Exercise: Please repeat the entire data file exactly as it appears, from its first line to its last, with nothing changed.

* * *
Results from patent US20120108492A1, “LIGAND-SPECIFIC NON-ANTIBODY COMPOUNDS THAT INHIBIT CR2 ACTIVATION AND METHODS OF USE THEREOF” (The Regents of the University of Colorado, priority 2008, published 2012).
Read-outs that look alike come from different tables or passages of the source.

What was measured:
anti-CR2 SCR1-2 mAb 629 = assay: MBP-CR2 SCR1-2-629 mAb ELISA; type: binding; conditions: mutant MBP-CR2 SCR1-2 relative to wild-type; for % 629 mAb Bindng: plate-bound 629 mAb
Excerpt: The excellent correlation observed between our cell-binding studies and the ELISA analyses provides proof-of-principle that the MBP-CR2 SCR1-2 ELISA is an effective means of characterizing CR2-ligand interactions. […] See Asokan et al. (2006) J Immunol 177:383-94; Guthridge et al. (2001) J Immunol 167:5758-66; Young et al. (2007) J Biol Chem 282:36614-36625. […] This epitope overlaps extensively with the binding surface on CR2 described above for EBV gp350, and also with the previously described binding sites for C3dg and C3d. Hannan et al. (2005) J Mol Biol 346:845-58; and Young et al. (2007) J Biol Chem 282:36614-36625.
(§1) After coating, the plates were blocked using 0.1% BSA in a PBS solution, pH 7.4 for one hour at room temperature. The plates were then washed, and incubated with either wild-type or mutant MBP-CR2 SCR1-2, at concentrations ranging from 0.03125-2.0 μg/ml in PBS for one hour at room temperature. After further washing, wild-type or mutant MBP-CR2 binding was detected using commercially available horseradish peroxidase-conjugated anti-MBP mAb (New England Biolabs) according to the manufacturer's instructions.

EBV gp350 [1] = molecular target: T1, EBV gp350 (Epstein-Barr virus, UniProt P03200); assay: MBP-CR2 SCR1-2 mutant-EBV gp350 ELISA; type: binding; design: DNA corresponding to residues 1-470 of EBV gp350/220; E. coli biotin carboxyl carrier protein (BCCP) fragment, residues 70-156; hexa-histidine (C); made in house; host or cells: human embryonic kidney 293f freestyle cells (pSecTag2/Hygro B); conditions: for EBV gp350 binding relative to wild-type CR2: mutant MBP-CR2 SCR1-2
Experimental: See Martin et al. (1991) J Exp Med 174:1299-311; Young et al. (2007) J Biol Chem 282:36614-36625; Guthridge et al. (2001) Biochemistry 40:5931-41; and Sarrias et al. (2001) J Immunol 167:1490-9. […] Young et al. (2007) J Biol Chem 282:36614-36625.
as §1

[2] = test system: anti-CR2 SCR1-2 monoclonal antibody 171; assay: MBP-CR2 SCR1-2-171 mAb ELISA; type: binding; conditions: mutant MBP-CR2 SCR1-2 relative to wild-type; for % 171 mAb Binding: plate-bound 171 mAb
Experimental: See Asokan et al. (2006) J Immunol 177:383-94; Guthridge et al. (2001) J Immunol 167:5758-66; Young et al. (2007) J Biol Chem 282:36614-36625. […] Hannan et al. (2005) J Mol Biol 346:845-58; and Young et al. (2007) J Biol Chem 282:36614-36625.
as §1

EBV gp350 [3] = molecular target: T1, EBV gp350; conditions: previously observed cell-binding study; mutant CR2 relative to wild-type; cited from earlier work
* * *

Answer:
Results from patent US20120108492A1, “LIGAND-SPECIFIC NON-ANTIBODY COMPOUNDS THAT INHIBIT CR2 ACTIVATION AND METHODS OF USE THEREOF” (The Regents of the University of Colorado, priority 2008, published 2012).
Read-outs that look alike come from different tables or passages of the source.

What was measured:
anti-CR2 SCR1-2 mAb 629 = assay: MBP-CR2 SCR1-2-629 mAb ELISA; type: binding; conditions: mutant MBP-CR2 SCR1-2 relative to wild-type; for % 629 mAb Bindng: plate-bound 629 mAb
Excerpt: The excellent correlation observed between our cell-binding studies and the ELISA analyses provides proof-of-principle that the MBP-CR2 SCR1-2 ELISA is an effective means of characterizing CR2-ligand interactions. […] See Asokan et al. (2006) J Immunol 177:383-94; Guthridge et al. (2001) J Immunol 167:5758-66; Young et al. (2007) J Biol Chem 282:36614-36625. […] This epitope overlaps extensively with the binding surface on CR2 described above for EBV gp350, and also with the previously described binding sites for C3dg and C3d. Hannan et al. (2005) J Mol Biol 346:845-58; and Young et al. (2007) J Biol Chem 282:36614-36625.
(§1) After coating, the plates were blocked using 0.1% BSA in a PBS solution, pH 7.4 for one hour at room temperature. The plates were then washed, and incubated with either wild-type or mutant MBP-CR2 SCR1-2, at concentrations ranging from 0.03125-2.0 μg/ml in PBS for one hour at room temperature. After further washing, wild-type or mutant MBP-CR2 binding was detected using commercially available horseradish peroxidase-conjugated anti-MBP mAb (New England Biolabs) according to the manufacturer's instructions.

EBV gp350 [1] = molecular target: T1, EBV gp350 (Epstein-Barr virus, UniProt P03200); assay: MBP-CR2 SCR1-2 mutant-EBV gp350 ELISA; type: binding; design: DNA corresponding to residues 1-470 of EBV gp350/220; E. coli biotin carboxyl carrier protein (BCCP) fragment, residues 70-156; hexa-histidine (C); made in house; host or cells: human embryonic kidney 293f freestyle cells (pSecTag2/Hygro B); conditions: for EBV gp350 binding relative to wild-type CR2: mutant MBP-CR2 SCR1-2
Experimental: See Martin et al. (1991) J Exp Med 174:1299-311; Young et al. (2007) J Biol Chem 282:36614-36625; Guthridge et al. (2001) Biochemistry 40:5931-41; and Sarrias et al. (2001) J Immunol 167:1490-9. […] Young et al. (2007) J Biol Chem 282:36614-36625.
as §1

[2] = test system: anti-CR2 SCR1-2 monoclonal antibody 171; assay: MBP-CR2 SCR1-2-171 mAb ELISA; type: binding; conditions: mutant MBP-CR2 SCR1-2 relative to wild-type; for % 171 mAb Binding: plate-bound 171 mAb
Experimental: See Asokan et al. (2006) J Immunol 177:383-94; Guthridge et al. (2001) J Immunol 167:5758-66; Young et al. (2007) J Biol Chem 282:36614-36625. […] Hannan et al. (2005) J Mol Biol 346:845-58; and Young et al. (2007) J Biol Chem 282:36614-36625.
as §1

EBV gp350 [3] = molecular target: T1, EBV gp350; conditions: previously observed cell-binding study; mutant CR2 relative to wild-type; cited from earlier work